The HSCIC Data Service for Commissioners will be able to process personal confidential data for specific purposes but will not be able to pass on personal confidential data to other bodies without a lawful basis. Such a lawful basis could be: where the data is for the purposes of direct patient care; where consent has been gained; or, where section 251 support for the relevant purposes and data flow is in place.
HSCIC
What is section 251?
Section 251 came about because it was recognised that there were essential activities of the NHS, and important medical research, that required the use of identifiable patient information – but, because patient consent had not been obtained to use people’s personal and confidential information for these other purposes, there was no secure basis in law for these uses.

Section 251 was established to enable the common law duty of confidentiality to be overridden to enable disclosure of confidential patient information for medical purposes, where it was not possible to use anonymised information and where seeking consent was not practical, having regard to the cost and technology available.
HRA (Health Research Authority)
Section 251 of the NHS Act 2006 permits the Secretary of State for Health to make regulations to set aside the common law duty of confidentiality for defined medical purposes.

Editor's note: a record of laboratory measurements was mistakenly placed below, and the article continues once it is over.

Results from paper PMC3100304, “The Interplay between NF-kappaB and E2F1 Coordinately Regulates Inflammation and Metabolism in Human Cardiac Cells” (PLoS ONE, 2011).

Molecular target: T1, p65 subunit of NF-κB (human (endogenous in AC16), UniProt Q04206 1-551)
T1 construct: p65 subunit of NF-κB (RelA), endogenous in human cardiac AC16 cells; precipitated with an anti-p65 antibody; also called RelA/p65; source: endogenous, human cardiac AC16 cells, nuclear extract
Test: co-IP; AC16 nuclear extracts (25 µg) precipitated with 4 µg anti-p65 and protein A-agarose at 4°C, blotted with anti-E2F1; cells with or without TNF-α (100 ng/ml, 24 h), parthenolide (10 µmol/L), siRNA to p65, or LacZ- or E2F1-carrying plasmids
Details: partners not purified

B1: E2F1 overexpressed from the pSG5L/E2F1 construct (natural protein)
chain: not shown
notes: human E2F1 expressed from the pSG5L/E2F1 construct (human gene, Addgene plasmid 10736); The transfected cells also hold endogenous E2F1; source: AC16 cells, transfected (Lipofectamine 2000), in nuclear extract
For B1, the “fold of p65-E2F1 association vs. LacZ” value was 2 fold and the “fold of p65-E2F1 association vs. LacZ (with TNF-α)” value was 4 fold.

The Regulations that enable this power are called the Health Service (Control of Patient Information) Regulations 2002. Any reference to ‘section 251 support or approval’ actually refers to approval given under the authority of the Regulations.

The HRA took on responsibility for Section 251 in April 2013, establishing the Confidentiality Advisory Group (CAG) function.

Section 251 was established to enable the common law duty of confidentiality to be overridden to enable disclosure of confidential patient information for medical purposes where it was not possible to use anonymised information and where seeking consent was not practical, having regard to the cost and technology available.

“Not practicable to obtain individual patient consent.”

Positive liberties; negative rights.

Although Section 251 approval can temporarily set aside the common law duty of confidentiality, compliance with the Data Protection Act (1998) must still be maintained and data must still be fairly collected – i.e. individuals have a right to know who holds information about them and why.

The Health and Social Care Act 2012 axed the Primary Care Trusts and neglected to pass on key data handling responsibilities to the new commissioning bodies.

Initially, the newly formed CCGs were in a state of chaos, no-one knowing who or which was what. That was our experience initially in attempting to chase a matter of concern for a client.